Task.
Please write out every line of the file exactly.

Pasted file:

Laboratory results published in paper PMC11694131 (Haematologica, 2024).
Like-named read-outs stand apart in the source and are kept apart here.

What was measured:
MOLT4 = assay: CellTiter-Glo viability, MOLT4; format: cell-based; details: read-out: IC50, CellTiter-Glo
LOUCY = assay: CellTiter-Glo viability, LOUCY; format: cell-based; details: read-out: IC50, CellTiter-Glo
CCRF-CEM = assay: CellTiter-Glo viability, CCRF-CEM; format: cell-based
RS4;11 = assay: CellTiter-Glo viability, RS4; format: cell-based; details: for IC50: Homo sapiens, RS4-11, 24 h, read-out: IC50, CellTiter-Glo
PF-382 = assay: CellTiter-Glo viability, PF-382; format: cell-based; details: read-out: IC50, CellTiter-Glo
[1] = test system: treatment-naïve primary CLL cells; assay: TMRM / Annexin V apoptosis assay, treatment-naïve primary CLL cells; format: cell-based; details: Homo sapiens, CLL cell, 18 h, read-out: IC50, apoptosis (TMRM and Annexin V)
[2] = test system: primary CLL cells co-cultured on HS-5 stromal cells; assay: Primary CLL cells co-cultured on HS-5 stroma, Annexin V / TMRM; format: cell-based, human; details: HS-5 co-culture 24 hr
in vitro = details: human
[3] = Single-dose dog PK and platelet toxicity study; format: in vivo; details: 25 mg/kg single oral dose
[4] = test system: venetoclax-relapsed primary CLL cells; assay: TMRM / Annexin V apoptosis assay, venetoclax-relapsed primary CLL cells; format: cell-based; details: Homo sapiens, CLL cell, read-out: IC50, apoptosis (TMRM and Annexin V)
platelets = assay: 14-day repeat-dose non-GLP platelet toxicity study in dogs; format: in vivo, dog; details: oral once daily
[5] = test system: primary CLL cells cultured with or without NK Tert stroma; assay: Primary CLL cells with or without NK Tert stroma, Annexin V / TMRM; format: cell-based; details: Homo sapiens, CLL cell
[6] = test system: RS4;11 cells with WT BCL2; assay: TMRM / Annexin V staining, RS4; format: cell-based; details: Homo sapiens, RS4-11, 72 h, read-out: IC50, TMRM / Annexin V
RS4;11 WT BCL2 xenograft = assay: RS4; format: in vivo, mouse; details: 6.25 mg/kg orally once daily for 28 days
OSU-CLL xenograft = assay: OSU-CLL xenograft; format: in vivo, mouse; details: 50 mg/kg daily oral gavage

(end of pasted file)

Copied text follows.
Laboratory results published in paper PMC11694131 (Haematologica, 2024).
Like-named read-outs stand apart in the source and are kept apart here.

What was measured:
MOLT4 = assay: CellTiter-Glo viability, MOLT4; format: cell-based; details: read-out: IC50, CellTiter-Glo
LOUCY = assay: CellTiter-Glo viability, LOUCY; format: cell-based; details: read-out: IC50, CellTiter-Glo
CCRF-CEM = assay: CellTiter-Glo viability, CCRF-CEM; format: cell-based
RS4;11 = assay: CellTiter-Glo viability, RS4; format: cell-based; details: for IC50: Homo sapiens, RS4-11, 24 h, read-out: IC50, CellTiter-Glo
PF-382 = assay: CellTiter-Glo viability, PF-382; format: cell-based; details: read-out: IC50, CellTiter-Glo
[1] = test system: treatment-naïve primary CLL cells; assay: TMRM / Annexin V apoptosis assay, treatment-naïve primary CLL cells; format: cell-based; details: Homo sapiens, CLL cell, 18 h, read-out: IC50, apoptosis (TMRM and Annexin V)
[2] = test system: primary CLL cells co-cultured on HS-5 stromal cells; assay: Primary CLL cells co-cultured on HS-5 stroma, Annexin V / TMRM; format: cell-based, human; details: HS-5 co-culture 24 hr
in vitro = details: human
[3] = Single-dose dog PK and platelet toxicity study; format: in vivo; details: 25 mg/kg single oral dose
[4] = test system: venetoclax-relapsed primary CLL cells; assay: TMRM / Annexin V apoptosis assay, venetoclax-relapsed primary CLL cells; format: cell-based; details: Homo sapiens, CLL cell, read-out: IC50, apoptosis (TMRM and Annexin V)
platelets = assay: 14-day repeat-dose non-GLP platelet toxicity study in dogs; format: in vivo, dog; details: oral once daily
[5] = test system: primary CLL cells cultured with or without NK Tert stroma; assay: Primary CLL cells with or without NK Tert stroma, Annexin V / TMRM; format: cell-based; details: Homo sapiens, CLL cell
[6] = test system: RS4;11 cells with WT BCL2; assay: TMRM / Annexin V staining, RS4; format: cell-based; details: Homo sapiens, RS4-11, 72 h, read-out: IC50, TMRM / Annexin V
RS4;11 WT BCL2 xenograft = assay: RS4; format: in vivo, mouse; details: 6.25 mg/kg orally once daily for 28 days
OSU-CLL xenograft = assay: OSU-CLL xenograft; format: in vivo, mouse; details: 50 mg/kg daily oral gavage